01. Zoom Justice, the New Normal?
Three months after the first “shelter in place” order was given in Northern California, quarantine culture continues to change the way Americans work across a range of institutions, including the judicial system. This week, The Markup reported on what is believed to be the nation’s “first wholly online” jury trial. At first glance, changes amount to little more than swearing in jurors over Zoom or being instructed not to Google about the case “in another tab” during the trial. But overreliance on Zoom could result in a further loss of civil liberties for those already adversely affected by predictive technologies and the digital divide.
02. Filming Police Misconduct Safely and Ethically
Human rights organization WITNESS has shared a step-by-step guide for activists and others who encounter violent or discriminatory policing. Videos filmed by protestors and bystanders not only help to expose wrongful actions when they occur, but as official records they can also inspire support from policymakers and the public long after the initial effects of police violence subside. As media activist Palika Makam writes, “Using the camera in your pocket can be a valuable way to ensure the world bears witness to abusive policing and systemic racism, help hold authorities accountable, and advocate for the real safety of our communities.”
03. “Stop Trying to Plug Holes with Apps”
While tech developers large and small race to build a contact tracing app for COVID-19, Ada Lovelace Institute’s Carly Kind says, “We still haven’t seen the evidence to support the fact that apps themselves can be an effective public health intervention around this crisis.” In the latest episode of the Big Tech podcast, Kind presents the risks associated with contact tracing and explains the importance of establishing long-term technical infrastructures designed for a more inclusive civil society.
04. Privacy Advocate Warns Against Contact Tracing App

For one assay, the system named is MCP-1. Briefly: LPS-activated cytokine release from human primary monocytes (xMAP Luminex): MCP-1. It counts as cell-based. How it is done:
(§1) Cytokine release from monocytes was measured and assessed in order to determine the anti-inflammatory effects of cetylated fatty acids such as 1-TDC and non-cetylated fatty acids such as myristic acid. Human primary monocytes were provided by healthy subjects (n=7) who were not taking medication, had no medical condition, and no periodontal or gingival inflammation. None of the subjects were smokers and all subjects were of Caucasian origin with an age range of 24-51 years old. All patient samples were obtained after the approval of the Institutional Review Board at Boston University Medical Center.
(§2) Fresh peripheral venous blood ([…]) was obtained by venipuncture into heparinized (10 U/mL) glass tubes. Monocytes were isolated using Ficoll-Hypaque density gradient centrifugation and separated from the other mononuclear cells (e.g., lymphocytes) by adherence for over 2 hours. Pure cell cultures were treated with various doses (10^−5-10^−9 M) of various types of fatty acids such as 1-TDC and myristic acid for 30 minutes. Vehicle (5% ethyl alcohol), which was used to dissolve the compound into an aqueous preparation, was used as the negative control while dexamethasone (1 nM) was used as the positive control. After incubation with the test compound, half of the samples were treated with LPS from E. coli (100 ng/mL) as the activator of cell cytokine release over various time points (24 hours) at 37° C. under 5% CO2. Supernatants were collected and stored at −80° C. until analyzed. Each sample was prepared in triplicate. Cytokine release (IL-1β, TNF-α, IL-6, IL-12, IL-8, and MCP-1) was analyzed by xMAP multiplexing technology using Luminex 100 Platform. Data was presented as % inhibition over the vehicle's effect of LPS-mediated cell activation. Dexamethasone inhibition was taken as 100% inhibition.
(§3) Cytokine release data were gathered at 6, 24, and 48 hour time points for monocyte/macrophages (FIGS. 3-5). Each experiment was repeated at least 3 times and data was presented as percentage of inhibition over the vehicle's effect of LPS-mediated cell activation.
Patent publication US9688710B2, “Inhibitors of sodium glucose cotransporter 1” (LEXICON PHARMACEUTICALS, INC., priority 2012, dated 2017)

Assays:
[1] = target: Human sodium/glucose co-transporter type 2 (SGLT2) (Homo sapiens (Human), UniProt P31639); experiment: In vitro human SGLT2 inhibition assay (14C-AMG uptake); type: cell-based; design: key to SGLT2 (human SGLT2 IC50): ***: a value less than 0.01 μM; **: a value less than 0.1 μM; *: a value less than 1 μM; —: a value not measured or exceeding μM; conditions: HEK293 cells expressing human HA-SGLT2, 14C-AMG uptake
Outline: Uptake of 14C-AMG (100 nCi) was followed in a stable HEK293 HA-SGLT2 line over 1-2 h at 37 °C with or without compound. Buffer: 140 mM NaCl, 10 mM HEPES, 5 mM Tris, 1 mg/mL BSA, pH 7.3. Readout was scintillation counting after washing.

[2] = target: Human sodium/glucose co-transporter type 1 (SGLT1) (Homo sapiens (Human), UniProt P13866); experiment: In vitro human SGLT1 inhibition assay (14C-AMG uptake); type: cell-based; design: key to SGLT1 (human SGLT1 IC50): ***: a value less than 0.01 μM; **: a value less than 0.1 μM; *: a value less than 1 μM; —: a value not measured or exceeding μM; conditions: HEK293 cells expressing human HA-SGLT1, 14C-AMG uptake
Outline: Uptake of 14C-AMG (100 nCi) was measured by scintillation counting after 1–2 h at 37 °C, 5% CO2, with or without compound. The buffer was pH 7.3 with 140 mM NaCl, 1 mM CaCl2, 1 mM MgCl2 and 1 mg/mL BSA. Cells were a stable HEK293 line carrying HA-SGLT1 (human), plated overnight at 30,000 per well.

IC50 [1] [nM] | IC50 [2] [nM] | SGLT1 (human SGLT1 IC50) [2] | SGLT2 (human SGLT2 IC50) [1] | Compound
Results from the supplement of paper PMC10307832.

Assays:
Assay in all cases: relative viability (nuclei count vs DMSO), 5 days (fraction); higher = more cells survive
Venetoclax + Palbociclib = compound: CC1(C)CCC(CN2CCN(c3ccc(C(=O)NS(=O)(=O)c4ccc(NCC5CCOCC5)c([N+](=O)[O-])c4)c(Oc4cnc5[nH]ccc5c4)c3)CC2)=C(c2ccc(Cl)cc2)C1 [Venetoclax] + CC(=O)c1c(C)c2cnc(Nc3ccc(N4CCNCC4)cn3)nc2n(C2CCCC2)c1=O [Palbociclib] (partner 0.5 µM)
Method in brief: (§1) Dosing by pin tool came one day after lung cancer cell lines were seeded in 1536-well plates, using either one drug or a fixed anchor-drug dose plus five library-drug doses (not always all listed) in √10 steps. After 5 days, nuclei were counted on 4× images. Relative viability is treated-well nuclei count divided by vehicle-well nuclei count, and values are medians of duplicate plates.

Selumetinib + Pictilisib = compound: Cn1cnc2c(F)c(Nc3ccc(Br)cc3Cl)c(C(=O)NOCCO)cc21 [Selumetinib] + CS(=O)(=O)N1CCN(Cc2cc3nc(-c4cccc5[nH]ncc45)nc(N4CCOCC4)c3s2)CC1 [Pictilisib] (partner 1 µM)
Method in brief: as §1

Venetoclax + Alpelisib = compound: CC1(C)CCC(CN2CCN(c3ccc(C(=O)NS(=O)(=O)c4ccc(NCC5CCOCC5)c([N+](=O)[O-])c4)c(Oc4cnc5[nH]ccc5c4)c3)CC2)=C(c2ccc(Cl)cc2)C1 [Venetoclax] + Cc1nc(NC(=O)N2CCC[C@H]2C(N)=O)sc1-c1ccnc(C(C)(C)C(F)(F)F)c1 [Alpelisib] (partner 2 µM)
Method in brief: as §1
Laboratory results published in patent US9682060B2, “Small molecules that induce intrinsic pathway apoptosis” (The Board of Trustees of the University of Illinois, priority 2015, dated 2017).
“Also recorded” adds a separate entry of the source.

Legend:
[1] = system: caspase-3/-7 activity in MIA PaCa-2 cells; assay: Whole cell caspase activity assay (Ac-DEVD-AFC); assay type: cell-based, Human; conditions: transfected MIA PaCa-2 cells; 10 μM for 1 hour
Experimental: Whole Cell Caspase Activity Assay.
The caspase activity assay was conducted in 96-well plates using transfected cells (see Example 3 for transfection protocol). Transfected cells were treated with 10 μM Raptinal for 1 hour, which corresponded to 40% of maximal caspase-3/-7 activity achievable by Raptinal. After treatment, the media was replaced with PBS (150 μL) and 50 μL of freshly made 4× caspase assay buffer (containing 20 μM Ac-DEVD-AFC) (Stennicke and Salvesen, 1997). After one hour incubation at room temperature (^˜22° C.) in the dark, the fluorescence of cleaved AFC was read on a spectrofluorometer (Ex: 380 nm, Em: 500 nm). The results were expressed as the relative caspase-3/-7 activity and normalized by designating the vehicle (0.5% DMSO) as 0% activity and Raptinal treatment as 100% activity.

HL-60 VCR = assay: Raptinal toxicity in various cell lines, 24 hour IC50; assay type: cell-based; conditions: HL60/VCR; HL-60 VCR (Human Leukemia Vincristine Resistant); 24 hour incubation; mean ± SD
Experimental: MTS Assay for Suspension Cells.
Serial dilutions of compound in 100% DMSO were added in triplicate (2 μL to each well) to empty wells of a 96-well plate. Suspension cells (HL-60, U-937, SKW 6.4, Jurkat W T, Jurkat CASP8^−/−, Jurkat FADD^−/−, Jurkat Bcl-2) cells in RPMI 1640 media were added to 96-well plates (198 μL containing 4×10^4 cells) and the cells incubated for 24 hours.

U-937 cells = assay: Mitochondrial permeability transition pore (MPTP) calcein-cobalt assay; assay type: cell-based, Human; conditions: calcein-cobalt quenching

05. Apply to the COVID-19 Litigation Fund Before June 28
The Digital Freedom Fund supports partners in Europe to advance digital rights through strategic litigation. For a limited time, Digital Freedom Fund (DFF) is taking applications in support of cases challenging digital rights violations committed in the context of the COVID-19 pandemic. DFF’s Thomas Vink: “Activists and litigators need more resources to take litigation to mitigate the negative consequences of the human rights violations occurring during the COVID-19 pandemic. We set up the COVID-19 Litigation Fund for this purpose.”
06. Why Creating Early Insight Into Crises Is So Important
The COVID-19 pandemic has emphasized the need for data and the value of informing response strategies with models that increase trust in humanitarian contexts. That’s why the Centre for Humanitarian Data is working with The Rockefeller Foundation to increase the use of predictive analytics to develop new models, provide a peer review process, and close data gaps in anticipation of humanitarian response. As the Centre’s Sarah Telford writes, “There is an opportunity to rethink how we make decisions in the humanitarian sector. But the shift from responding once a crisis has materialized to acting ahead of a possible crisis is a big one, with implications for affected people, governments, and donors alike.”
07. New Data Governance Tool for COVID-19 Projects
The GovLab’s Stefaan G. Verhulst and Andrew Zahuranec see the risk in using any type of data, regardless of motive, especially when serving vulnerable groups. “When designed responsibly, data-driven initiatives could provide the public and their leaders the ability to be more effective in addressing the virus. [But] organizations need to be intentional in how they work throughout the data lifecycle.” To this end, The GovLab’s Decision Provenance Mapping Tool is at the ready for hundreds of data-driven projects launched in recent months to slow the spread of COVID-19. For more on these projects, see the #Data4COVID19 repository, featured in our May 30 roundup.
08. Insights from 30 Years of Defending Human Rights with Tech
In March, APC, an international network of CSOs, called on its members to share insights on the COVID-19 pandemic. Reflecting the community’s collective 30-year experience in human rights and technology, the digital repository explores topics such as the digital divide, social isolation, misinformation, journalist safety, free speech, privacy, and more. Founded in 1990, APC empowers human rights and environmental activists through the strategic use of information and communication technologies (ICTs).
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